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Grattan Institute’s Pete Goss talks NAPLAN 2015 and targeted teaching

Posted by Peter Barnes on September 4, 2015 at 12:53 PM

Pete_GossWhat is targeted teaching?  Does it produce better student outcomes? How do you implement it in your school?

The answers to these questions are included in a new report titled "Targeted Teaching: How Better Use of Data Can Improve Student Learning", from the independent think tank, the Grattan Institute.

Dr Pete Goss, Director of the Institute's School Education Program, spoke to The Learning Capacity Podcast about the report.

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Dr Goss and his co-author Jordana Hunter gathered information and data from a wide range of people in government education departments, education experts, and teachers, and had in-depth interviews with 15 schools.

What is targeted teaching?

According to Pete Goss targeted teaching is a very old concept which recognises that teaching to every student's individual needs is the best way to maximise their learning progress. He quotes, " The most important single factor influencing learning is what the learner already knows. Ascertain this and teach him accordingly."

He points out it is necessary to assess where each student is in their learning, target the teaching in some differentiated way, check progress over time and then adapt teaching practices based on the things that are having the most impact.

What is the evidence that targeted teaching produces better student outcomes?

The report noted that schools which are using targeted teaching well are showing evidence of improved student performance. But beyond these schools the evidence is not as strong as it could be because there is not a widespread culture of solid evaluation at program level in Australian education.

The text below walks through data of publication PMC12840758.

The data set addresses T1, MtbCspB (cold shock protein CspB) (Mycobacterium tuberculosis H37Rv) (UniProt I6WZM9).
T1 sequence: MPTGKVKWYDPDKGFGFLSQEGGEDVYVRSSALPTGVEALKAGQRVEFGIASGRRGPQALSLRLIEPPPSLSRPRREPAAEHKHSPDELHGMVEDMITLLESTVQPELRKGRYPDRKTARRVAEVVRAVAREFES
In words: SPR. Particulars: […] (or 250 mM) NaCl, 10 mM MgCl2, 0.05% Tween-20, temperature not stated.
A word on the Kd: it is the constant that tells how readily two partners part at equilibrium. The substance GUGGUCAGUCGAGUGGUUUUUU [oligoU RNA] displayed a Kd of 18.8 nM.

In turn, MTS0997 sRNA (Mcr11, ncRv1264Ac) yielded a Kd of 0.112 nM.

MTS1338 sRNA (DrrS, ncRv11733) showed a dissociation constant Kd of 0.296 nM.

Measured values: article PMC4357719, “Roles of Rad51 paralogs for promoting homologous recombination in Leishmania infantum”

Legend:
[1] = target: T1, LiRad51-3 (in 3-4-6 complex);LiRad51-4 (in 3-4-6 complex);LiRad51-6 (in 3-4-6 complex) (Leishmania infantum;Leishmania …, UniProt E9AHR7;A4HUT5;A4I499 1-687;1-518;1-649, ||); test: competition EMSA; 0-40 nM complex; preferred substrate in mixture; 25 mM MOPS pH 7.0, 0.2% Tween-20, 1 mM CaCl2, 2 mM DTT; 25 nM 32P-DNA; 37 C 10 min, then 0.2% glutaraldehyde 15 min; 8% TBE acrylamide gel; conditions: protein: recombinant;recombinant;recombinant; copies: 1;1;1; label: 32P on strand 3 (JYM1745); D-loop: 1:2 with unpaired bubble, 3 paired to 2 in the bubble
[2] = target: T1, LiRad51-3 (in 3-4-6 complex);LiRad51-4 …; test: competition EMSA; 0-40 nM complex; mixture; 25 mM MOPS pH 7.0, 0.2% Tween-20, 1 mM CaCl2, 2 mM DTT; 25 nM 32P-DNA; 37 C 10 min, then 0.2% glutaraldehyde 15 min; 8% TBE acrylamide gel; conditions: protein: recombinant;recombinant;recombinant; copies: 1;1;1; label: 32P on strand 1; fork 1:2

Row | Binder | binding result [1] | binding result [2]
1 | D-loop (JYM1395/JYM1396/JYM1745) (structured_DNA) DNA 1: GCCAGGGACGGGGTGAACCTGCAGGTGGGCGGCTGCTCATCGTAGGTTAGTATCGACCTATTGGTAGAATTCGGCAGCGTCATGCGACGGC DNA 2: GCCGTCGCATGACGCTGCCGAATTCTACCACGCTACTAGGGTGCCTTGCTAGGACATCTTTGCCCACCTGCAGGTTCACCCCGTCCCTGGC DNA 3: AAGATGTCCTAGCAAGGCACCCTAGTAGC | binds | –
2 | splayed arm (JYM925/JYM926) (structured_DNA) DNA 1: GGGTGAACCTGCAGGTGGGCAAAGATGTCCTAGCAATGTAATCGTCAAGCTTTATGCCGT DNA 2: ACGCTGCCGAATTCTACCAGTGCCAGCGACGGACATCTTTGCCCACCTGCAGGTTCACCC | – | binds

Targeted teaching and NAPLAN 2015

Dr Goss says although the standardised tests only measure some aspects of learning, NAPLAN provides an "invaluable snapshot of what's happening at a system level and triggers a bunch of questions".

He says that Australia should be aiming for higher educational achievement to address social inequity and our poor performance against other countries.

Targeted teaching, properly implemented, can improve educational achievement.

How to implement targeted teaching

It's not easy. "This is tough work. It's very professional work, and it extends and challenges the skills of all the teachers," says Pete Goss. His advice includes:

  • As an individual teacher be realistic about how far you can push targeted teaching on your own
  • Find assessment tools to understand the spread of abilities in your classroom
  • Pick one area and find a way to ensure that every student is learning at an appropriate level, at least for some time
  • Convince another teacher to do it with you -  use team teaching
  • Group students who are at similar levels so you can target teaching to each group rather than personalising different lessons for each of the 25 or 28 students in your class.

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